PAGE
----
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I want to determine programmatically if my shell extension is called as a context menu handler or a drag-n-drop handler. I have registered my shell extension in proper location with same CLSID.

Registry:

[HKEY_CLASSES_ROOT\*\shellex\ContextMenuHandlers\{E991C840-C1EB-455C-AD64-282473005C58}]
@="Test Context Menu"

[HKEY_CLASSES_ROOT\Directory\shellex\DragDropHandlers\TestDragDrop]
@="{E991C840-C1EB-455C-AD64-282473005C58}"

I have no problem with registry, my extension is loaded.

I think best place to check want be in DllGetClassObject or in IShellExtInit::Initialize.

  • "I have registered my shell extension in proper location with same CLSID." - what does that mean? What location is that (post the registry key paths). – sashoalm Mar 6 '14 at 16:45
  • Also, post some code. Where from do you want to determine that? From which entry-point? Do you mean from IContextMenu::InvokeCommand? – sashoalm Mar 6 '14 at 16:51
  • 2
    "I have two businesses, a pizzeria and a hair salon. I put them in the phone book with the same telephone number. When somebody calls the number, how do I know whether they are calling to order a pizza or to schedule a haircut?" Answer: Get two phone numbers. Use one for the pizzeria and one for the hair salon. Translation: Register two CLSIDs, one for the context menu and one for the drag-drop handler. – Raymond Chen Mar 6 '14 at 17:10
  • @RaymondChen: Thanks,by you already know that Microsoft uses this behaviour in own products: SendTo is context menu + drag and drop with same CLSID, also .LNK handler have same CLSID for context menu+drag and drop. – user2120666 Mar 6 '14 at 17:13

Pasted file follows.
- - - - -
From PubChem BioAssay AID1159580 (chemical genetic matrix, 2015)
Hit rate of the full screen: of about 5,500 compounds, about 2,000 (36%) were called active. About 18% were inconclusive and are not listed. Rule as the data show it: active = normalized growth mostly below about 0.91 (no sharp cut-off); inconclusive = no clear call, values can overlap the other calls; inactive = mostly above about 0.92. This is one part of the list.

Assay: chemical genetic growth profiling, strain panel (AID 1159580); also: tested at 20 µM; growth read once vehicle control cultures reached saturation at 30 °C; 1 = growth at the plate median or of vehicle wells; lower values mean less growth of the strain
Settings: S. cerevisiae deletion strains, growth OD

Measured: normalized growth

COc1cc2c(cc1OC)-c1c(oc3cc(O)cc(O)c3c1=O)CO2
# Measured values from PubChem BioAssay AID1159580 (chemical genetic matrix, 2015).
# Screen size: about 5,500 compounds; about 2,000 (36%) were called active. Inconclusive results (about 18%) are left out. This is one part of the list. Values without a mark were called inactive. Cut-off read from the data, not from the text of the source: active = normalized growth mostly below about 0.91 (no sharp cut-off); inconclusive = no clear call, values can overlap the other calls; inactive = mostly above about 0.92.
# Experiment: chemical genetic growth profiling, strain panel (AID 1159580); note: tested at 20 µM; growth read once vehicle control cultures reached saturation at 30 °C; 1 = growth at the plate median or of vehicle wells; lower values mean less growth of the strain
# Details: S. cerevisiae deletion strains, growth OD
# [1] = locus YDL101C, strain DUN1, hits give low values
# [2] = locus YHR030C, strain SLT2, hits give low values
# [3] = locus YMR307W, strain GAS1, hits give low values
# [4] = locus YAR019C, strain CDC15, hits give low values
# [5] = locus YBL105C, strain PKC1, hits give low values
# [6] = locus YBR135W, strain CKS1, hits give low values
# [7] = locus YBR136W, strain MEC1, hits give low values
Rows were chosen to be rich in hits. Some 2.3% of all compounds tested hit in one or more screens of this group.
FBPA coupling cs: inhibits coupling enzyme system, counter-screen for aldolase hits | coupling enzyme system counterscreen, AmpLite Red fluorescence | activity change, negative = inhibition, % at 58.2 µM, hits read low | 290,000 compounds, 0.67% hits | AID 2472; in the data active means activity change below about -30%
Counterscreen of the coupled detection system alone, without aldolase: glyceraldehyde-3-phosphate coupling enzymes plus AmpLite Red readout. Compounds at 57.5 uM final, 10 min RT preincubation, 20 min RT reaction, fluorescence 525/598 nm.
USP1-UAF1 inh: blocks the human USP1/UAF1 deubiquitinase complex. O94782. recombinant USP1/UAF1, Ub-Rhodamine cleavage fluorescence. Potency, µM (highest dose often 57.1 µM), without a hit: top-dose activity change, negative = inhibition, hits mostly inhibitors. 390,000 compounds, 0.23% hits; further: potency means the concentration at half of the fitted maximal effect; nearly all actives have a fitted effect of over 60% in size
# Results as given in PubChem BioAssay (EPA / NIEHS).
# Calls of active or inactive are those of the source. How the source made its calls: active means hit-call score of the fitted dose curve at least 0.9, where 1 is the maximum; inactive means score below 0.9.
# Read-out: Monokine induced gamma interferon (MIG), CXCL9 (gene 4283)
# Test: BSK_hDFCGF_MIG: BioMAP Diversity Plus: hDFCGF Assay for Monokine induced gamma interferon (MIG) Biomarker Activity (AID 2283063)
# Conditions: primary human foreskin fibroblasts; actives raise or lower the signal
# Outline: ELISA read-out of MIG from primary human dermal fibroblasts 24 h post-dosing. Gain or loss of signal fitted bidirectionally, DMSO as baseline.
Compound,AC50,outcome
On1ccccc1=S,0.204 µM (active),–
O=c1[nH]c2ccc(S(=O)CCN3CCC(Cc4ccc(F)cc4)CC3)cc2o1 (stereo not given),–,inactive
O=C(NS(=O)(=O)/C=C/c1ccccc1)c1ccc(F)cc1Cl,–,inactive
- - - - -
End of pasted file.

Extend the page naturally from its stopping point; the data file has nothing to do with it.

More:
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    "I want to combine my pizzeria and hair salon into a single business. When I answer the phone, I just wait for the caller to say 'I'd like to order a pizza' or 'I'd like to schedule a haircut', and some callers even say 'I'd like to do both.' That's okay, because my business can do both." That's what SendTo does. It doesn't know whether it is being created as a context menu or as a drop target. But if somebody asks for a context menu, it provides a context menu. If somebody asks for a drop target, it provides a drop target. If somebody asks for both, it does both. – Raymond Chen Mar 6 '14 at 19:42
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You can detect type of extension with which shell wants to work only inside IShellExtInit.Initialize. For context menu handler pidlFolder is zero, for drag and drop handler pidlFolder is PIDL of folder.

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  • Not exactly true, for background context menu is pidlFolder set too. – Xearinox Mar 6 '14 at 20:42
  • I agree with you but in case of problem of @user2120666 it does not matter because context menu registered under * key will not be called when user call context menu of folder background. – Denis Anisimov Mar 6 '14 at 21:19
  • Don't try to predict the future based on circumstantial evidence. – Raymond Chen Mar 6 '14 at 21:23
  • @RaymondChen: Could you explain? – Denis Anisimov Mar 6 '14 at 21:28
  • Well, for example, pidlFolder being null could also mean that it's a property sheet handler. Your answer works only if the two things you need to distinguish are a nonfolder context menu and a nondefault drag-drop handler. it doesn't generalize. – Raymond Chen Mar 6 '14 at 22:48
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If you use the same CLSID for multiple extensions, then it does not know which extension is being instantiated, except maybe in QueryInterface() when the system queries for IContextMenu. If you really need to differentiate, it is best to just use separate CLSIDs, like Raymond Chen said. They can map to the same DLL, but that gives your code a chance to know which CLSID is being instantiated.

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